Hansen, the Seattle-raised hedge-fund manager, has spent the past six years trying to bring back the Sonics. There have been missteps and surprises that have impeded his progress, but now he says this can be a two-arena town — one for hockey and music, and one for basketball.

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I don’t know if Chris Hansen should get an arena. I don’t know if he should get an NBA team. I don’t know if he should get a conditional street vacation, either.

I do know what Hansen should get, though: One last listen from the city.

Hansen, the Seattle-raised hedge-fund manager, has spent the past six years trying to bring back the Sonics. There have been missteps and gut-punching surprises that have impeded his progress, but he has remained a paragon of persistence.

Last year, after the Seattle City Council voted down his request for the vacation, or sale, of Occidental Avenue South in Sodo — where he has spent tens of millions on property in hopes of building an NBA arena — he altered his proposal to a make it a privately funded project. Last month, after the city began finalizing a Memorandum of Understanding with the Tim Leiweke-led Oak View Group — which wants to lure the NHL and NBA to Seattle by renovating KeyArena for $600 million — Hansen proposed to pledge $100 million to transform Key­Arena into a smaller music venue.

And after the city said that pitch came too late, Hansen responded by saying this can be a two-arena town — one for hockey and music, and one for basketball if need be.

“If the city wants to pursue that and build an arena there, that’s OK with us,” Hansen said of the KeyArena renovation. “It’s their asset. It’s not our place to tell them what to do. But we are also trying to build a completely privately financed arena, with our own capital in a place that was zoned for an arena. … We don’t understand how this is a negative. Our ask is for a conditional street vacation to build an arena if we get a team. If we have actually got a team, isn’t that what it’s all about? We are not going to build an arena without a team.”

The first question that comes to mind is whether having two arenas in this city is economically viable. OVG’s initial pitch was to turn Key­Arena into a world-class music venue that could host NHL and NBA teams, potentially giving it three major sources of income. Could an arena with just an NBA team survive?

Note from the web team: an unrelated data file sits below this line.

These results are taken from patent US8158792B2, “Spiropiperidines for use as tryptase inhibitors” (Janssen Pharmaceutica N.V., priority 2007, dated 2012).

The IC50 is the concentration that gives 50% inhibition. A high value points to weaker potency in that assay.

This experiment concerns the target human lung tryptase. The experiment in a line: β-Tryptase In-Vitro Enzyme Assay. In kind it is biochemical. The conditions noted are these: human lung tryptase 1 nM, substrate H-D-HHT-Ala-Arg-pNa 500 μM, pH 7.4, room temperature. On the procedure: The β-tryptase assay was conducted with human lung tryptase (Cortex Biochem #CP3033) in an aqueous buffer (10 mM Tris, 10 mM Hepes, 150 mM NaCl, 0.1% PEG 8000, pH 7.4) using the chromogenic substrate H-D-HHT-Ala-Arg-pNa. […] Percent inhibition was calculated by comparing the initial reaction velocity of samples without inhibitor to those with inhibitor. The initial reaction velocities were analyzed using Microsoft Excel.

Well, Hansen points out that his original plan — which was to bring the Sonics back via the Sacramento Kings — proposed an NBA-only arena. The Warriors, meanwhile, are building an NBA-only arena in the Bay Area with the NHL’s Sharks playing in San Jose. The Phoenix Suns have an NBA-only arena despite the NHL’s Coyotes being in the area. And Clippers owner Steve Ballmer is trying to exit Los Angeles’ Staples Center — which he shares with the Lakers and the NHL’s Kings — and build a venue for his team alone.

Would the concept work in Seattle? We don’t know for sure. But there is a precedent for it, and it’s probably worth looking into. Another question: What risk would the city council be taking by granting Hansen’s group a conditional vacation? Hansen says none, but I don’t know if that’s completely true.

KeyArena is a city asset, and as far as I know — if the council gives another group a chance to lure away concerts or sports teams from OVG — the city could lose out on profits from parking and tax revenues, which could benefit Seattle at large. And in the end, the council should act in the best interest in the city.

But civic pride is immeasurable, and I have to think the Sonics would provide that. And it’s possible that a prospective NBA ownership group would scoff at the idea of having to share an arena with the NHL and LiveNation.

That’s not meant as a shot at Leiweke, who has helped build jaw-dropping venues around the world and developed strong relationships with NHL and NBA owners alike. OVG might very well get the Sonics, but having a backup plan with Hansen’s group seems more prudent than risky.

I admit I could be wrong about that. There are myriad factors at play in all this, and every time one side makes an argument, the other seems to come back with a compelling rebuttal.

But the way Hansen is talking, he’d be OK with OVG landing an NBA team as long as it meant having the Sonics back. He just wants to provide an option if that falls through.

Perhaps that plan is flawed, but given what it could mean for this city and its sports fans, it’s at least worth one more look.


Watch: Chris Hansen meets with The Seattle Times

Wally Walker, former Seattle Sonics player, Erik Nordstrom, Nordstrom co-president, Pete Nordstrom, Nordstrom co-president, and Chris Hansen talk to reporters at Nordstrom’s offices in Seattle. (Bettina Hansen / The Seattle Times)